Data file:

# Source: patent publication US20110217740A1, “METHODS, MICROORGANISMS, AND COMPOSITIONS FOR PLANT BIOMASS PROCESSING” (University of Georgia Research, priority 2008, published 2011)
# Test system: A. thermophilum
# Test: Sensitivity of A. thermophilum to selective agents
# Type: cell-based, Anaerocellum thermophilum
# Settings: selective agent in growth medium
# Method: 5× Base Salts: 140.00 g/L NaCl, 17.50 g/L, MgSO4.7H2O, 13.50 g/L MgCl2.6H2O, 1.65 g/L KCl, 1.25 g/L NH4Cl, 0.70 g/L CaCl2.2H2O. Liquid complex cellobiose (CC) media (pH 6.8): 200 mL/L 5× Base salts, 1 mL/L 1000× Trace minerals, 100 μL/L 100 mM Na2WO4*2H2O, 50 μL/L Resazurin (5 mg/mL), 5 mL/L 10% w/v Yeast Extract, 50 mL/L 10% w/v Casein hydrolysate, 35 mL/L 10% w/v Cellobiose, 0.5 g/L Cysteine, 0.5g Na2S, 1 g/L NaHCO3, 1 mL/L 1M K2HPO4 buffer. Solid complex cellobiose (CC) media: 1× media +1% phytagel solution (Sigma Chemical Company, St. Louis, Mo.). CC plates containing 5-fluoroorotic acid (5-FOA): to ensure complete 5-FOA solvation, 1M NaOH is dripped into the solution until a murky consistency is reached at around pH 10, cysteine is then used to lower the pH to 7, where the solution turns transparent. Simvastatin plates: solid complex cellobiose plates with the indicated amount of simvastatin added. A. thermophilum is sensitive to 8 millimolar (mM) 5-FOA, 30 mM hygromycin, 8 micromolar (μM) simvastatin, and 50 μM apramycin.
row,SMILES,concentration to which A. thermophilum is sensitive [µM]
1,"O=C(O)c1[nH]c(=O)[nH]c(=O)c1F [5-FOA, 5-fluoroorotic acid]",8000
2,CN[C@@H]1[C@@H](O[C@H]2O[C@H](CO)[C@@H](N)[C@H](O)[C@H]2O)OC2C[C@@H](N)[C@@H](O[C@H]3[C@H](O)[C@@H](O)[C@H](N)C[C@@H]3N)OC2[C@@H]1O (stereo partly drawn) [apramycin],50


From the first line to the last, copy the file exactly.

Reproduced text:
# Source: patent publication US20110217740A1, “METHODS, MICROORGANISMS, AND COMPOSITIONS FOR PLANT BIOMASS PROCESSING” (University of Georgia Research, priority 2008, published 2011)
# Test system: A. thermophilum
# Test: Sensitivity of A. thermophilum to selective agents
# Type: cell-based, Anaerocellum thermophilum
# Settings: selective agent in growth medium
# Method: 5× Base Salts: 140.00 g/L NaCl, 17.50 g/L, MgSO4.7H2O, 13.50 g/L MgCl2.6H2O, 1.65 g/L KCl, 1.25 g/L NH4Cl, 0.70 g/L CaCl2.2H2O. Liquid complex cellobiose (CC) media (pH 6.8): 200 mL/L 5× Base salts, 1 mL/L 1000× Trace minerals, 100 μL/L 100 mM Na2WO4*2H2O, 50 μL/L Resazurin (5 mg/mL), 5 mL/L 10% w/v Yeast Extract, 50 mL/L 10% w/v Casein hydrolysate, 35 mL/L 10% w/v Cellobiose, 0.5 g/L Cysteine, 0.5g Na2S, 1 g/L NaHCO3, 1 mL/L 1M K2HPO4 buffer. Solid complex cellobiose (CC) media: 1× media +1% phytagel solution (Sigma Chemical Company, St. Louis, Mo.). CC plates containing 5-fluoroorotic acid (5-FOA): to ensure complete 5-FOA solvation, 1M NaOH is dripped into the solution until a murky consistency is reached at around pH 10, cysteine is then used to lower the pH to 7, where the solution turns transparent. Simvastatin plates: solid complex cellobiose plates with the indicated amount of simvastatin added. A. thermophilum is sensitive to 8 millimolar (mM) 5-FOA, 30 mM hygromycin, 8 micromolar (μM) simvastatin, and 50 μM apramycin.
row,SMILES,concentration to which A. thermophilum is sensitive [µM]
1,"O=C(O)c1[nH]c(=O)[nH]c(=O)c1F [5-FOA, 5-fluoroorotic acid]",8000
2,CN[C@@H]1[C@@H](O[C@H]2O[C@H](CO)[C@@H](N)[C@H](O)[C@H]2O)OC2C[C@@H](N)[C@@H](O[C@H]3[C@H](O)[C@@H](O)[C@H](N)C[C@@H]3N)OC2[C@@H]1O (stereo partly drawn) [apramycin],50